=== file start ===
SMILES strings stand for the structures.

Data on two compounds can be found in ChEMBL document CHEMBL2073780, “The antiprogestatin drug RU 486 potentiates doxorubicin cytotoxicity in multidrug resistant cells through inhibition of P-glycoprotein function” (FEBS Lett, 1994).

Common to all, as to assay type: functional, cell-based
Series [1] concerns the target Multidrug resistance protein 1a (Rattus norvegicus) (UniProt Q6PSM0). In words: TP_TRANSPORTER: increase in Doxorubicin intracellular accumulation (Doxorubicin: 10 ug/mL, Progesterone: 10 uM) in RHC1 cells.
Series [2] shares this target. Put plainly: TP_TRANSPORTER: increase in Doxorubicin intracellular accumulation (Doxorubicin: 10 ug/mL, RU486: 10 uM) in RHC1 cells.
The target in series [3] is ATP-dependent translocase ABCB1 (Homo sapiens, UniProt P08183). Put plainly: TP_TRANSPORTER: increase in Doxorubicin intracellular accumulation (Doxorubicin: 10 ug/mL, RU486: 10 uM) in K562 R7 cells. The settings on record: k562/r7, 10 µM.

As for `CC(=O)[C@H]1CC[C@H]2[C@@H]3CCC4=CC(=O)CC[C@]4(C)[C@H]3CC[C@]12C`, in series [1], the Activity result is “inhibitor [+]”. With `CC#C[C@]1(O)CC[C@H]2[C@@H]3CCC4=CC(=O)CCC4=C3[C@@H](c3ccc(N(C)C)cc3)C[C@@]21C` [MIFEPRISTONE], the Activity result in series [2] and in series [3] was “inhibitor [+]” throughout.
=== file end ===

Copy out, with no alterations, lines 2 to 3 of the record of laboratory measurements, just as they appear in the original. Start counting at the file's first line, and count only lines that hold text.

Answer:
Data on two compounds can be found in ChEMBL document CHEMBL2073780, “The antiprogestatin drug RU 486 potentiates doxorubicin cytotoxicity in multidrug resistant cells through inhibition of P-glycoprotein function” (FEBS Lett, 1994).

Common to all, as to assay type: functional, cell-based